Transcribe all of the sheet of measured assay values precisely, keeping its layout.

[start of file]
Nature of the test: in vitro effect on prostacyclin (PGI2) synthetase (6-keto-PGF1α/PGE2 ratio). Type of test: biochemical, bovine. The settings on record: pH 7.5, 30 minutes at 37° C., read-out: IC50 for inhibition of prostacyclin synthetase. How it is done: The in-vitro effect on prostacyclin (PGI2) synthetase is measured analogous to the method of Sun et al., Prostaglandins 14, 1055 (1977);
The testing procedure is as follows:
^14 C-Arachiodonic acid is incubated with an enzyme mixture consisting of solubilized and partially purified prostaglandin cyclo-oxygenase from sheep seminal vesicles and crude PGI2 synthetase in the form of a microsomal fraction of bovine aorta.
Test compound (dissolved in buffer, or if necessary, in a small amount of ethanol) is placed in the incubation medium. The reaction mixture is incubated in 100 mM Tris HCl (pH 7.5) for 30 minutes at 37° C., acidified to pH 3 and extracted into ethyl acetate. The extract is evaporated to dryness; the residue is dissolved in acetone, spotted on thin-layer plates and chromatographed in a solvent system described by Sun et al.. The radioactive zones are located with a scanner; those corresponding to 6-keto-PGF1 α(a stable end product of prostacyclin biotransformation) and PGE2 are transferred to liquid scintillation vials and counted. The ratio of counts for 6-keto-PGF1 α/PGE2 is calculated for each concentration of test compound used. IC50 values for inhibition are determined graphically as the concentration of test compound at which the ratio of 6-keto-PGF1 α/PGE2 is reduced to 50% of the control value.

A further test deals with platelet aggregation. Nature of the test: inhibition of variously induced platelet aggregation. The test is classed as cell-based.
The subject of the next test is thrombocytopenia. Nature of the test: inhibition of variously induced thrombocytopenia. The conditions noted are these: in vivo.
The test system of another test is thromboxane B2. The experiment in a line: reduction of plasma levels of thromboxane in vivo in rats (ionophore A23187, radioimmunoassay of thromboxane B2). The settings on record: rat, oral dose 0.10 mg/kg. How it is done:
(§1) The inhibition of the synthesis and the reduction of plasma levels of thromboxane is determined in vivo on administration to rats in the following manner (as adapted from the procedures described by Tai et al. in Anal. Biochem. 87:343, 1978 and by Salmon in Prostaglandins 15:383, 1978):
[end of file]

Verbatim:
Nature of the test: in vitro effect on prostacyclin (PGI2) synthetase (6-keto-PGF1α/PGE2 ratio). Type of test: biochemical, bovine. The settings on record: pH 7.5, 30 minutes at 37° C., read-out: IC50 for inhibition of prostacyclin synthetase. How it is done: The in-vitro effect on prostacyclin (PGI2) synthetase is measured analogous to the method of Sun et al., Prostaglandins 14, 1055 (1977);
The testing procedure is as follows:
^14 C-Arachiodonic acid is incubated with an enzyme mixture consisting of solubilized and partially purified prostaglandin cyclo-oxygenase from sheep seminal vesicles and crude PGI2 synthetase in the form of a microsomal fraction of bovine aorta.
Test compound (dissolved in buffer, or if necessary, in a small amount of ethanol) is placed in the incubation medium. The reaction mixture is incubated in 100 mM Tris HCl (pH 7.5) for 30 minutes at 37° C., acidified to pH 3 and extracted into ethyl acetate. The extract is evaporated to dryness; the residue is dissolved in acetone, spotted on thin-layer plates and chromatographed in a solvent system described by Sun et al.. The radioactive zones are located with a scanner; those corresponding to 6-keto-PGF1 α(a stable end product of prostacyclin biotransformation) and PGE2 are transferred to liquid scintillation vials and counted. The ratio of counts for 6-keto-PGF1 α/PGE2 is calculated for each concentration of test compound used. IC50 values for inhibition are determined graphically as the concentration of test compound at which the ratio of 6-keto-PGF1 α/PGE2 is reduced to 50% of the control value.

A further test deals with platelet aggregation. Nature of the test: inhibition of variously induced platelet aggregation. The test is classed as cell-based.
The subject of the next test is thrombocytopenia. Nature of the test: inhibition of variously induced thrombocytopenia. The conditions noted are these: in vivo.
The test system of another test is thromboxane B2. The experiment in a line: reduction of plasma levels of thromboxane in vivo in rats (ionophore A23187, radioimmunoassay of thromboxane B2). The settings on record: rat, oral dose 0.10 mg/kg. How it is done:
(§1) The inhibition of the synthesis and the reduction of plasma levels of thromboxane is determined in vivo on administration to rats in the following manner (as adapted from the procedures described by Tai et al. in Anal. Biochem. 87:343, 1978 and by Salmon in Prostaglandins 15:383, 1978):